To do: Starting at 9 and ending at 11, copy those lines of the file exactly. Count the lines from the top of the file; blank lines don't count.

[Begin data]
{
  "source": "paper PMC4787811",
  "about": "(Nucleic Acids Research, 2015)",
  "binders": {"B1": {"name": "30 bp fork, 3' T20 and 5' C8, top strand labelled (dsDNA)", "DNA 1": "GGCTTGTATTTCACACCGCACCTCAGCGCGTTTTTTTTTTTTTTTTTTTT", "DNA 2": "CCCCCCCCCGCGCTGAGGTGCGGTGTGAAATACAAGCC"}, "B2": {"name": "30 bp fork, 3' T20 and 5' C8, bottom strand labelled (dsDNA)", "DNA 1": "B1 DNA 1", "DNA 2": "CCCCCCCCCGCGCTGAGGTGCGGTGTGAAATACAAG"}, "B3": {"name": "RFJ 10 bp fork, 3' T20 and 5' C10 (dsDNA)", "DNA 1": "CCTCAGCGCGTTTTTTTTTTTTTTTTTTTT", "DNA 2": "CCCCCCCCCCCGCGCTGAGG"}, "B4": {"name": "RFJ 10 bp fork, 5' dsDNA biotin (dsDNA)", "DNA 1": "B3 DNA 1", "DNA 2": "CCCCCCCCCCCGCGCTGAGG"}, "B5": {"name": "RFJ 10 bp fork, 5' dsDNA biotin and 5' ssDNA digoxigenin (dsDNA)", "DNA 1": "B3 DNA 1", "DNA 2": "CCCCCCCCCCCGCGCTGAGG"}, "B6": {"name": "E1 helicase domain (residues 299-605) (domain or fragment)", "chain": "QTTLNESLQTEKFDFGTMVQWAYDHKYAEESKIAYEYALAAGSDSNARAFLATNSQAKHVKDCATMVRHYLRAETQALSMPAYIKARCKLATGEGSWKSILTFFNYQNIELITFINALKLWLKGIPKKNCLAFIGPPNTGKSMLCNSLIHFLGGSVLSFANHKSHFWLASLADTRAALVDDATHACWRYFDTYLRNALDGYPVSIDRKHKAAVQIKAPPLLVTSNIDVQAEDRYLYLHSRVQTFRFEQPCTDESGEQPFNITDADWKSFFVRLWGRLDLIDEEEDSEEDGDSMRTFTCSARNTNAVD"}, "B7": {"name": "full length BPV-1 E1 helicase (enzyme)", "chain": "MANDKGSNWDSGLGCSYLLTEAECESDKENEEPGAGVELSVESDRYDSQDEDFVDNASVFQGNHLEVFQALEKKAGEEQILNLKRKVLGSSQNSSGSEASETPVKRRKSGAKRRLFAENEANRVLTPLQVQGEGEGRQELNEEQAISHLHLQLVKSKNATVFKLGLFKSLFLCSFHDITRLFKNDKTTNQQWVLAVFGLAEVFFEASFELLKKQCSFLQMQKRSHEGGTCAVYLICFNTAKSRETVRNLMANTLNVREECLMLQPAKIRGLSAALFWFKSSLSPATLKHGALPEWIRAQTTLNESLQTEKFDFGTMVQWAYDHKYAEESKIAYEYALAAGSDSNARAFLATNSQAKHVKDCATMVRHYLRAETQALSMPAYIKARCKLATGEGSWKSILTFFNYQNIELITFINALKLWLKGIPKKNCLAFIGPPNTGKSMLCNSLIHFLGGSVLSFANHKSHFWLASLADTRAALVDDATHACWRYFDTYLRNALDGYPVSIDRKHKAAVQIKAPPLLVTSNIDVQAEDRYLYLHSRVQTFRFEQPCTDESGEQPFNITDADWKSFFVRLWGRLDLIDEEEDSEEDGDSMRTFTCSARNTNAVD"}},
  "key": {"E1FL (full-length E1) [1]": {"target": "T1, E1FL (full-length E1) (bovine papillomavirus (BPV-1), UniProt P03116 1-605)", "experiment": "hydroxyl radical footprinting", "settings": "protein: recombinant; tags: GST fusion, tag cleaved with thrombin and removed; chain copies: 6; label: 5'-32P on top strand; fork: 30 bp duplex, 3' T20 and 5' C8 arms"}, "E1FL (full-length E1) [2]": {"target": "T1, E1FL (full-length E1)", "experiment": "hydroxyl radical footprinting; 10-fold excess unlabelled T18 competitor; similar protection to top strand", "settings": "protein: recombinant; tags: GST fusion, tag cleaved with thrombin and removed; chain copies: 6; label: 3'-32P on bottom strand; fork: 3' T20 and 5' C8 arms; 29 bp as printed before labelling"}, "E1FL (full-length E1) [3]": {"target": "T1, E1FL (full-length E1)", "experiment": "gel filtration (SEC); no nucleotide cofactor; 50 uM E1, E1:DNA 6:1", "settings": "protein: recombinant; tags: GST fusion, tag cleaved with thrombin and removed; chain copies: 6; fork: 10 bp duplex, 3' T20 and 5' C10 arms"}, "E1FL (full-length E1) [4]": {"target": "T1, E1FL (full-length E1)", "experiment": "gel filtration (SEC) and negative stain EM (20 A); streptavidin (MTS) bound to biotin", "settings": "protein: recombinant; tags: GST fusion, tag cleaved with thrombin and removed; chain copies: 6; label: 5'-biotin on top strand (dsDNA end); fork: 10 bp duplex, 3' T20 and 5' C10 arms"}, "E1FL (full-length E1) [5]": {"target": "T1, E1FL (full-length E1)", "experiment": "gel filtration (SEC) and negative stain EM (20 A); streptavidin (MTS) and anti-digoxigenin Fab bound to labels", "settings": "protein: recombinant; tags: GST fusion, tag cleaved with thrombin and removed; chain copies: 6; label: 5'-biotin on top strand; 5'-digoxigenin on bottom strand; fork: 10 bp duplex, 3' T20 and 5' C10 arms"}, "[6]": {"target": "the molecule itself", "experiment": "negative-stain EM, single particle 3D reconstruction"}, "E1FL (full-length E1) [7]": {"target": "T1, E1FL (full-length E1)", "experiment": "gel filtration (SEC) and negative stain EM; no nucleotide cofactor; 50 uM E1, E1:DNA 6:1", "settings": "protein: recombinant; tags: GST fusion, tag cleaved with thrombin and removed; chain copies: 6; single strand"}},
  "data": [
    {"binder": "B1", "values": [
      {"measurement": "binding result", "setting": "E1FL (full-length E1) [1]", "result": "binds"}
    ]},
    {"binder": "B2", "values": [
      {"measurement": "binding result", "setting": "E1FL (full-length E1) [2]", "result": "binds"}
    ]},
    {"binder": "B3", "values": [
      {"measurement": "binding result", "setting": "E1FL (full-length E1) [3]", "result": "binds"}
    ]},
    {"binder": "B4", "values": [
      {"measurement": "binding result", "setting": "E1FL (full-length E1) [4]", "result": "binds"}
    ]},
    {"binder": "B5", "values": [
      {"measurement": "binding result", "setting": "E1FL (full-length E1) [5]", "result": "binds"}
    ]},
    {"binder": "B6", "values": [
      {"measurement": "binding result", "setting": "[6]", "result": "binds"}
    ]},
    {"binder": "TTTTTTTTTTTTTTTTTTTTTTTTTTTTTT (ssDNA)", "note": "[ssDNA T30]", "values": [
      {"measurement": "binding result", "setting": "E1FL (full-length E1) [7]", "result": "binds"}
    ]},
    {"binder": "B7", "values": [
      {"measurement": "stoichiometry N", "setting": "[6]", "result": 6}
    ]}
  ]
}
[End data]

    ]},
    {"binder": "B2", "values": [
      {"measurement": "binding result", "setting": "E1FL (full-length E1) [2]", "result": "binds"}